Honey bee promoter keeps the buzz going

Elena Hoffman dons a beekeeper suit in her dorm room at West Chester University. She wears the suit when she talks to schoolchildren. She says of bees: "They're the humble guardians of agriculture."
Elena Hoffman dons a beekeeper suit in her dorm room at West Chester University. She wears the suit when she talks to schoolchildren. She says of bees: "They're the humble guardians of agriculture." (MICHAEL S. WIRTZ / Staff Photographer)
Posted: February 24, 2014

In her West Chester University dorm room, Elena Hoffman has honey lotion, honey sugar body scrub, honey lip balm, honey for spreading on toast or mixing into tea, and honey shampoo.

"It makes your hair feel so soft," she said of the shampoo.

Her dorm room is also where she keeps her beekeeping suit, and, of course, her sash and crown.

Hoffman was crowned the 2014 American Honey Princess in Baton Rouge, La., last month by the American Beekeeping Federation, which represents its roughly 1,300 members and advocates for the industry in Washington.

The 18-year-old Hoffman, who served as the 2013 Pennsylvania Honey Queen, has kept bees with her dad for half her life at their home in Millmont, Union County, east of State College.

And while she said she had been stung a few times while extracting honey from hives - "Most of them are definitely my fault," she said - Hoffman's face lights up when she talks about the importance of bees to, well, whoever will listen.

And that includes her friends at meals, and even the West Chester dorm custodians a couple of times.

"They're the humble guardians of agriculture, I like to say," Hoffman said of the bees.

According to bee experts, we can thank honey bees for one in three mouthfuls of the food we eat. Pennsylvania has 3,200 mostly noncommercial beekeepers, and crop pollination by honey bees is valued at about $60 million per year, according to the Pennsylvania State Beekeepers Association.

But beekeepers battle mass casualties from parasitic mites, disease, colony collapse disorder and harsh winters, and ignorance about the role of bees in agriculture.

So the industry depends on ambassadors such as Hoffman to get more people to keep bees and eat honey and to spread the word about the importance of the hardworking bees.

The state produced more than one million pounds of honey in 2012, according to the most recent U.S. Department of Agriculture report. The country as a whole produced 147 million pounds.

Like Miss America, the American Honey Princess and Queen - 19-year-old Susannah Austin of Florida - must be charming and well-spoken. They have identical duties and will travel across the United States during their reigns, making appearances while wearing their shiny sashes and sparkling crowns.

The 2012 Honey Queen and Princess even went to the White House to visit the honey bees kept in the garden.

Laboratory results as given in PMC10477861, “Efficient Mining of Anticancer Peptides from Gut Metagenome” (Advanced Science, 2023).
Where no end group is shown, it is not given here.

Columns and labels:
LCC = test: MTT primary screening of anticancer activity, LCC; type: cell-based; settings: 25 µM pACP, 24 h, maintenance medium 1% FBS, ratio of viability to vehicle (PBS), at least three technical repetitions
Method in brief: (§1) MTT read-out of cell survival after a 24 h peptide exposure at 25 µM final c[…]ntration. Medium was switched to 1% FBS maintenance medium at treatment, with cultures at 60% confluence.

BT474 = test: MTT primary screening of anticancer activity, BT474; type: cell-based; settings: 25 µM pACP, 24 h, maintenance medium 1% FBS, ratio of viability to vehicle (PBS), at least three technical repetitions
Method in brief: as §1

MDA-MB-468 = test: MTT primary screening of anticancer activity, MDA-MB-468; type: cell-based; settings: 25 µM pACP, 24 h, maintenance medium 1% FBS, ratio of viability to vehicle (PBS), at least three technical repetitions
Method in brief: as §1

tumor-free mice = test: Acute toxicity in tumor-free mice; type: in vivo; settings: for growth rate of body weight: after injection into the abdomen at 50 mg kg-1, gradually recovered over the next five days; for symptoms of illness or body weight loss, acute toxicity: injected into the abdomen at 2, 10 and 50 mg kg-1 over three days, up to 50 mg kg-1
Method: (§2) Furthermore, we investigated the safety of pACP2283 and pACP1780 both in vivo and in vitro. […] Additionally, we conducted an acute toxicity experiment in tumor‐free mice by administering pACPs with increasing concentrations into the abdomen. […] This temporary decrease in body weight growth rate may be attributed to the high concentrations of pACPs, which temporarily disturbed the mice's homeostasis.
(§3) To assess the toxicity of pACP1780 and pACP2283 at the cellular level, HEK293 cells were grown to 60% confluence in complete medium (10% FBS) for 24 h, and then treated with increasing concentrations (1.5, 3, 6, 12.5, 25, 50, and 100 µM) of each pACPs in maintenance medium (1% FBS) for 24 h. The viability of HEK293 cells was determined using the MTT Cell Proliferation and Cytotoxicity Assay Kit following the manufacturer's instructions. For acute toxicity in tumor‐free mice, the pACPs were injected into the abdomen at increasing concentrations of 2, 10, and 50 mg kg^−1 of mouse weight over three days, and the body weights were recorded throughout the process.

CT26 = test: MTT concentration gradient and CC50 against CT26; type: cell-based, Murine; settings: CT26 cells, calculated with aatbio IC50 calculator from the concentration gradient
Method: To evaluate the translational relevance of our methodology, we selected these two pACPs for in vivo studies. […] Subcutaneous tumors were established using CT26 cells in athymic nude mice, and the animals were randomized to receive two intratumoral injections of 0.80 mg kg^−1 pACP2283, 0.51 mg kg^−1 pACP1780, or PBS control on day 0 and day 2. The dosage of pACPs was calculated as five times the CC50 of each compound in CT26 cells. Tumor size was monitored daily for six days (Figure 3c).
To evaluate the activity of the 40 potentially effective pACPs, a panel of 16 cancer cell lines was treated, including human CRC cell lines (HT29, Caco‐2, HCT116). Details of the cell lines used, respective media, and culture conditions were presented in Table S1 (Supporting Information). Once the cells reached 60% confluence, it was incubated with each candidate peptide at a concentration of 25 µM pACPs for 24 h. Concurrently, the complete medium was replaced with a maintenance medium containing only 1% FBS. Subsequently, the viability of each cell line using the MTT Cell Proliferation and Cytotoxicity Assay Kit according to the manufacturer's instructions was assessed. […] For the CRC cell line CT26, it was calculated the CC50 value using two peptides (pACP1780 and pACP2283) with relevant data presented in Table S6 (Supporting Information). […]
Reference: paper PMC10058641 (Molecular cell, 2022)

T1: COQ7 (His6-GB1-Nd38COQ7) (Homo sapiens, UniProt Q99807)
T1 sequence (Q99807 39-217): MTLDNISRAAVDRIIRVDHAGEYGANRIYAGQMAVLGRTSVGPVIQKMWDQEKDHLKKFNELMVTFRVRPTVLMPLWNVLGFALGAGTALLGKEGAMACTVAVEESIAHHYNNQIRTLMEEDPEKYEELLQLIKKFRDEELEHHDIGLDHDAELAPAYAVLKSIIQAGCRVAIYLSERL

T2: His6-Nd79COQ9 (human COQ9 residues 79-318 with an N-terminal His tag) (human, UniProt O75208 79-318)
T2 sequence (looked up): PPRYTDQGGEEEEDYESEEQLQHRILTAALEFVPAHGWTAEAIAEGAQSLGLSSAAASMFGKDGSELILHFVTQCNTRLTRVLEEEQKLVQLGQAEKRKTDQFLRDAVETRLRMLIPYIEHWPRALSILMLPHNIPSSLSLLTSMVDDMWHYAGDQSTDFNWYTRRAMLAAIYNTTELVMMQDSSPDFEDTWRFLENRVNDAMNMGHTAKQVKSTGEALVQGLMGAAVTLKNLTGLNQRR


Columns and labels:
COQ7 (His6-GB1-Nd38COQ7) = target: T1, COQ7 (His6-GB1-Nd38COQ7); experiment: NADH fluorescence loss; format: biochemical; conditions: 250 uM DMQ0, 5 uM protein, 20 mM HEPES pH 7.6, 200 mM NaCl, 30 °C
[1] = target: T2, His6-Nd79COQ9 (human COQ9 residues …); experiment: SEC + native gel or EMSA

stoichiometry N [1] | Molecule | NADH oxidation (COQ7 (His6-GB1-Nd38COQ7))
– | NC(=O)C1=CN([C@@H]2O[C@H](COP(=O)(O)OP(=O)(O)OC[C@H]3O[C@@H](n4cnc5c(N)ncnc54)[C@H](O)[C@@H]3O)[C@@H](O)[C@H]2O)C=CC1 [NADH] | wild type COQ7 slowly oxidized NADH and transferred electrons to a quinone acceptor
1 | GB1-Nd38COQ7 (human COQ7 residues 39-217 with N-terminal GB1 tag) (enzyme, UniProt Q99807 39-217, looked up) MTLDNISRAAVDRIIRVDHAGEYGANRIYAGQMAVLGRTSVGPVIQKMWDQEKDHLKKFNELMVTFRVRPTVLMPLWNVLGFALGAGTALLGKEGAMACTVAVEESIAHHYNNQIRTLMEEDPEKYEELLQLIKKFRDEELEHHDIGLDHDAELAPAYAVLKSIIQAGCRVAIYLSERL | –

Hoffman's sash has a bee embroidered on it. As Honey Princess, Hoffman said she was looking forward to not only traveling the country but also putting bees on her face for her first "bee beard."

And there's no swimsuit competition. As part of the 55-year-old American Honey Queen program, potential princesses and queens between the ages of 18 and 25 must give a marketing presentation to the American Beekeeping Federation, whose members also quiz them on their beekeeping knowledge. Four women applied this year.

In Hoffman's dorm room, the biology major's precalculus and chemistry textbooks sit among other books, such as Honey: The Gourmet Medicine and a four-inch-thick binder full of honey bee information Hoffman needs to know.

"Once you get started with beekeeping, you can't stop," Hoffman said. "You just want to learn more about these fascinating creatures."

Roberta Jones, president of the Beaver Valley Area Beekeepers Association, has been keeping bees for five years at her home outside Pittsburgh.

"They're just the cutest little things," she said.

And her neighbors, doubtful at first, have told her how well their gardens are growing because of the little pollinators.

A few years ago, Jones got a call about a swarm of bees. So she picked them up and put them in a cardboard box in the back of her station wagon.

"Every red light people were like, 'Lady, you've got bees in your car,' " she said. "And I said: 'I know. They're my girls. I'm taking them home.' "

She plans to take a master beekeeping course soon.

Hoffman and Austin expect to split the beekeeping promotional duties this year to travel to as many beekeeper seminars, fairs, garden clubs, schools, and other events as possible. One of their main messages is that everyone has some beekeeper in them.

So they're encouraging people to take simple steps, such as limiting their use of pesticides and planting bee-friendly flowers to protect the honey bees.

On Friday night, Hoffman flew to Minnesota to join Austin for an appearance at a weekend beekeeping course.

"It's a unique thing to participate in," Austin said.

The two women also run the "Buzzing Across America" blog, have a Facebook page, and make videos for their YouTube channel.

"So," Hoffman said, with a laugh, "we're busy bees."


BY THE NUMBERS

12

bees work their whole lives

to produce

one teaspoon

of honey.

1

mouthful in three in our diet benefits from honey bee pollination.

300+

varieties of honey are available in the United States.

147+

million pounds of honey produced in the United States in 2012.


mbond@philly.com610-313-8207 @MichaelleBond

comments powered by Disqus
|
|
|
|
|